Come this new year ahead, I have decided to go ahead and make new progress at work. So this will probably keep me pretty busy for half of this year. Nevertheless, I have been cooking the usual things or things that are so easy that it doesn't seem worth to even put it up here at all. Yes, I'm really hard on myself. 

So just recently, I asked Mr G if you are game for curry. Oh well, don't even try to guess. He is ever ready for a pot of good kickass curry. Haha!! Ok asking the wrong person then. Anyhow, I made Jamie Oliver's vindaloo curry on a weeknight and it is definitely achievable. Try the shortcuts I indicated below in blue :P This recipe is from Jamie's Meals in Minutes: A Revolutionary Approach to Cooking Good Food Fast.

In case you are wondering where vindaloo curry originated from, you might want to check out my other pork vindaloo here.

Ingredients:

2 medium onions
4 cloves garlic (I used about 4 tbsp chopped garlic)
1-2 red chillies, to taste (I used 1-2 tbsp chilli powder)
thumb size ginger root (I sliced it so it is visible after cooking if want to remove it)
a small bunch of cilantro / parsley, chopped
4 ripe tomatoes
peanut or vegetable oil (I used olive oil)
a pat of butter
1 3/4 pounds pork shoulder (I used pork ribs, about 900g)
1/2 cup vindaloo paste (I had ready made sambal tumis so I used that)
sea salt
black pepper
1/3 cup balsamic vinegar (I used white wine vinegar, it works just fine)
1 tbsp honey
1 cup natural yoghurt
1 lemon

Method:

  1. Get a casserole pot and heat it under medium fire over the stove. Add the vegetable/peanut oil and butter.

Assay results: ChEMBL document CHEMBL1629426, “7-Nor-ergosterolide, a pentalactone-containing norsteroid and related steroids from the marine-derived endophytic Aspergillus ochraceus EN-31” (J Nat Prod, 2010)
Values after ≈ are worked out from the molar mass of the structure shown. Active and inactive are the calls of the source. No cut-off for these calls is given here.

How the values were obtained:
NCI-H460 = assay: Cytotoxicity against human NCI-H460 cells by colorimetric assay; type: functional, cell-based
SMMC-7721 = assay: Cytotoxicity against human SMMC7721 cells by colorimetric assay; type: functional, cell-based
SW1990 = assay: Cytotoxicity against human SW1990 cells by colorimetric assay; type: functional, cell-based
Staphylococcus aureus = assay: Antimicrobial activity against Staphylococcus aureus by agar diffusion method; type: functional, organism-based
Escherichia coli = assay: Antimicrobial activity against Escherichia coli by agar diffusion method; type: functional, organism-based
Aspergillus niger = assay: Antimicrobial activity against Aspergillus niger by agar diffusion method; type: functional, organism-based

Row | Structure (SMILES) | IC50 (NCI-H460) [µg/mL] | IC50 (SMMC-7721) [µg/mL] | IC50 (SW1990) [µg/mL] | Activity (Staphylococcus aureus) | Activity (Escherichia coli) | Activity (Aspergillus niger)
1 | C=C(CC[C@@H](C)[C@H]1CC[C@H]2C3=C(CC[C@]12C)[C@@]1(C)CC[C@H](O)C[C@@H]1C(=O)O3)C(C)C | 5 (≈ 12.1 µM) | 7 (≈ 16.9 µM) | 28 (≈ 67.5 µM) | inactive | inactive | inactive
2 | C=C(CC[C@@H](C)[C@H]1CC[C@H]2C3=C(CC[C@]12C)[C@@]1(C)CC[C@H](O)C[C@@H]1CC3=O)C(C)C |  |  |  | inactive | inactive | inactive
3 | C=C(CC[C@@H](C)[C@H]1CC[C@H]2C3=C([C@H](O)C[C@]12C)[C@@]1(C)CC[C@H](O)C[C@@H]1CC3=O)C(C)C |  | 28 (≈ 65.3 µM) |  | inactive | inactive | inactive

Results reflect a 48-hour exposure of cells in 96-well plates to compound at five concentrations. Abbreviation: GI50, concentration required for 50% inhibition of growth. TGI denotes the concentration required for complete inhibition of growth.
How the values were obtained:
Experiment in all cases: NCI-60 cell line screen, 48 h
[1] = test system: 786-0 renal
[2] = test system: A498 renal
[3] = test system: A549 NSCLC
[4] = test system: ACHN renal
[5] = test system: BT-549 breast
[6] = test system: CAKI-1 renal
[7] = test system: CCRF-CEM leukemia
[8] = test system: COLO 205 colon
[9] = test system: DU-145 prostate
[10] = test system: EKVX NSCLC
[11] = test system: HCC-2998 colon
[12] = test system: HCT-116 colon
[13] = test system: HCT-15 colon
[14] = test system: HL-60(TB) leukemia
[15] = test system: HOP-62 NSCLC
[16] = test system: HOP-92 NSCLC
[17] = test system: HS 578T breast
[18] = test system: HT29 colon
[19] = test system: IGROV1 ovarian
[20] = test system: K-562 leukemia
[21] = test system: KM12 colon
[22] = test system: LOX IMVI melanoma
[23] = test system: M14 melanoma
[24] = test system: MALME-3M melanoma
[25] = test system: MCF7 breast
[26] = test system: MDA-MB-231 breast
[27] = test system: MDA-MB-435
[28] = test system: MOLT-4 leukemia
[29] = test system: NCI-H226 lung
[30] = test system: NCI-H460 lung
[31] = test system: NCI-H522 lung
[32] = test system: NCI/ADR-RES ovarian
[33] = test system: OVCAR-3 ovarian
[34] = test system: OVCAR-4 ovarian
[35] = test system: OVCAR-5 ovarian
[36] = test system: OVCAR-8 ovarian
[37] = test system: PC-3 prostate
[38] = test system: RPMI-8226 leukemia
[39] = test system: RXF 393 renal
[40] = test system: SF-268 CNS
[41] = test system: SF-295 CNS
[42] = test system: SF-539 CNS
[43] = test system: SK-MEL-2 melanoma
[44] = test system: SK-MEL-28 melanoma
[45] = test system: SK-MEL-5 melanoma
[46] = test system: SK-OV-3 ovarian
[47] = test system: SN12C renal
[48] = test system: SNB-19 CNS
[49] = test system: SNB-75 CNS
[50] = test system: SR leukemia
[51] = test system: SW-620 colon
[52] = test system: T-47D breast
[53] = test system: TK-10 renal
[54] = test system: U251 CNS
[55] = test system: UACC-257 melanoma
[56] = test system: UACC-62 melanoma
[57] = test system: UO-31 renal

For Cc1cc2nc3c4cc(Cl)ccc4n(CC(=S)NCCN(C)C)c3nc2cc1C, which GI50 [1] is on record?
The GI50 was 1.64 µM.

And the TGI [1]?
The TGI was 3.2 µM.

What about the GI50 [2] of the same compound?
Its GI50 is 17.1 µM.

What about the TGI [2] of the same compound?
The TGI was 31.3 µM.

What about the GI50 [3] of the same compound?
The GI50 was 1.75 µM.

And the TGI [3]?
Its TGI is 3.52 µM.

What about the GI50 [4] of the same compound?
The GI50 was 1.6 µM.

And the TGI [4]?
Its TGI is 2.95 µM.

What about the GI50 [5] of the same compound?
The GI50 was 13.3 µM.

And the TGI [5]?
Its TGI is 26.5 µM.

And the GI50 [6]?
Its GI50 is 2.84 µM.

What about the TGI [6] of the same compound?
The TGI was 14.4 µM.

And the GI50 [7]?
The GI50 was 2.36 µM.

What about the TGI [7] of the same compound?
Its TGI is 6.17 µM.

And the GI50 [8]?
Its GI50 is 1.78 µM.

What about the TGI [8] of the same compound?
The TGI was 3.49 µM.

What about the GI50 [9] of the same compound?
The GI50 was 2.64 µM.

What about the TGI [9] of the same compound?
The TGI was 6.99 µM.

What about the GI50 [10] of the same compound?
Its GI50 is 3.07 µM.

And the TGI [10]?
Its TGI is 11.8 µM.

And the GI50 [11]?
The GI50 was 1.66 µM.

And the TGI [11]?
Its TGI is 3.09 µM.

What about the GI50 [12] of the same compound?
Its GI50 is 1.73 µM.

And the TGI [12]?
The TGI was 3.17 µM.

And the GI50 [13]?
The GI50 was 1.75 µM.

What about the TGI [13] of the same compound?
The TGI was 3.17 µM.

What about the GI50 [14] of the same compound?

2. Add onions, garlic, chilli and cilantro and cook for 10 minutes, until softened and golden.
  3. Add the pork and curry paste. Stir well to coat everything with the paste and season with salt and pepper.
  4. Add tomatoes, balsamic vinegar, honey, yoghurt and add about 1 3/4 cups of water, just enough to cover everything and stir again.
  5. Bring to a boil, turn the heat down and simmer for about 45 minutes with the lid on.
  6. Check the curry regularly to ensure it doesn't stick to the pot and add extra water if necessary.
  7. After the pork is cooked, taste and season with salt and pepper.


Mr G tasted it at first and said WOW so sour!! He gave me a cringed face. Oh well, vindaloo curry is just like that. It gives you an overall balanced taste of sourness, spicyness, sweetness. I like this well-balanced curry. Despite showing that face, Mr G finished every morsel in his bowl. Haha!! It shows that curry supersedes it all :P

Try it, you might just like it :)



I'm also linking this post with Cookbook Countdown hosted by Joyce of kitchenflavours and Emily of Emily's Cooking (Makan2) Foray.